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Seattle Opens Community Court

Ruby de Luna
03/16/2005

The next time you’re in downtown Seattle you may notice people wearing bright orange vests picking up street litter. These are defendants who chose community service over jail time. It’s part of the city’s newly created community court to help chronic offenders who commit misdemeanors. KUOW’s Ruby de Luna has this report.

JUDGE: "Cause# 467633"

AT SEATTLE MUNCIPAL COURT 57 YEAR-OLD GREGORY PERKINS STANDS BEFORE A JUDGE. HE’S CHARGED WITH THEFT. INSTEAD OF GOING TO JAIL, PERKINS AGREES TO PERFORM 16 HOURS OF COMMUNITY SERVICE. TOMORROW, HE’LL TRADE IN HIS RED JAIL SUIT FOR A BRIGHT ORANGE VEST. HE’LL SPEND THE NEXT COUPLE OF DAYS CLEANING THE STREETS DOWNTOWN.

JUDGE: "That’ll be all, sir."

WELCOME TO COMMUNITY COURT, SEATTLE’S LATEST EFFORT TO DEAL WITH NON-VIOLENT CRIMINALS ARRESTED FOR SO-CALLED QUALITY OF LIFE CRIMES…TRESPASSING, SHOPLIFTING, AND PUBLIC URINATION---MISDEMEANOR CRIMES THAT CARRY JAIL SENTENCES OF LESS THAN A YEAR. CITY ATTORNEY TOM CARR SAYS JAIL TIME MAY GET PEOPLE OFF THE STREETS, BUT IT DOESN’T SOLVE THE PROBLEMS THAT GOT THEM IN TROUBLE IN THE FIRST PLACE.

CARR: "Community court says rather than go to jail, we’re going to give you a number of days in community service. So you have to get up. You have to wear work clothes. You have to be on the street doing something. So those little things help people re-socialize. And perhaps just that little bit will start them on the road to changing their lives."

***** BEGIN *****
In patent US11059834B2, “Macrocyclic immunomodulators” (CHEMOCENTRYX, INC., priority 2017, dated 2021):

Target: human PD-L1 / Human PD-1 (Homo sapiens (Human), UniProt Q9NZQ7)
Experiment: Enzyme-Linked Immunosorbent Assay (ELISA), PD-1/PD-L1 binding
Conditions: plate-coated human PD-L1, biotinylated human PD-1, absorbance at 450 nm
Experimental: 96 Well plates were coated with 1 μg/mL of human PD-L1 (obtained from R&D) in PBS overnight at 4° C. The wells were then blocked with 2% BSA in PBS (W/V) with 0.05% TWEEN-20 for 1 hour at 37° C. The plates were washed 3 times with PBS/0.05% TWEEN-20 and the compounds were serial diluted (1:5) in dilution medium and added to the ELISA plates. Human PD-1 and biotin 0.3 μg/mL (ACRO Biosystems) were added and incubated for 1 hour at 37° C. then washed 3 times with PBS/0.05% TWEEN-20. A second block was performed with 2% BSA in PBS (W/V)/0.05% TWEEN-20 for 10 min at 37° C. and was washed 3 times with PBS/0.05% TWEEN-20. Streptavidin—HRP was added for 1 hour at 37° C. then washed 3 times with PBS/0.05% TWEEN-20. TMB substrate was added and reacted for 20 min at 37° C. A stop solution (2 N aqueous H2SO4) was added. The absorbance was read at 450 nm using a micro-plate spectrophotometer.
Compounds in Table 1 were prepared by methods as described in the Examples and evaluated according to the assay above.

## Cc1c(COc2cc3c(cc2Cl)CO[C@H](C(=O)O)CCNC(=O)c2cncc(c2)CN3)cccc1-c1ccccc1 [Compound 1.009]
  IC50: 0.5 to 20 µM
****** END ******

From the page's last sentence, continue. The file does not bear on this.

UNDER THE PILOT PROGRAM DEFENDANTS ARE ALSO OFFERED OPTIONS FOR GETTING BACK ON THEIR FEET, WHETHER IT’S SUBSTANCE ABUSE COUNSELING, HOUSING, OR JOB TRAINING. SEATTLE’S COMMUNITY COURT IS THE 27TH IN THE COUNTRY. IN ADDITION TO CHANGING BEHAVIOR, THE CITY HOPES TO SAVE MONEY. IT COSTS 92 DOLLARS A DAY TO JAIL CRIMINALS.

PROBATION OFFICER: "This next one here is a contract for participating in community court."

AFTER HIS COURT APPEARANCE, GREGORY PERKINS TALKS WITH A PROBATION OFFICER. PERKINS SAYS HE CHOSE COMMUNITY SERVICE BECAUSE HE’S TIRED AND TOO OLD FOR JAIL.

PERKINS: "At my age, I should be sitting back in a recliner holding the remote control and playing with my grandchildren. I’m not doing that right now. But I will."

WITH THAT PERKINS SIGNS THE PAPERWORK. HE AGREES TO MEET THE PROBATION OFFICER TOMORROW MORNING AT 6 TO START WORK. I’M RUBY DE LUNA, KUOW NEWS.

10.18.17

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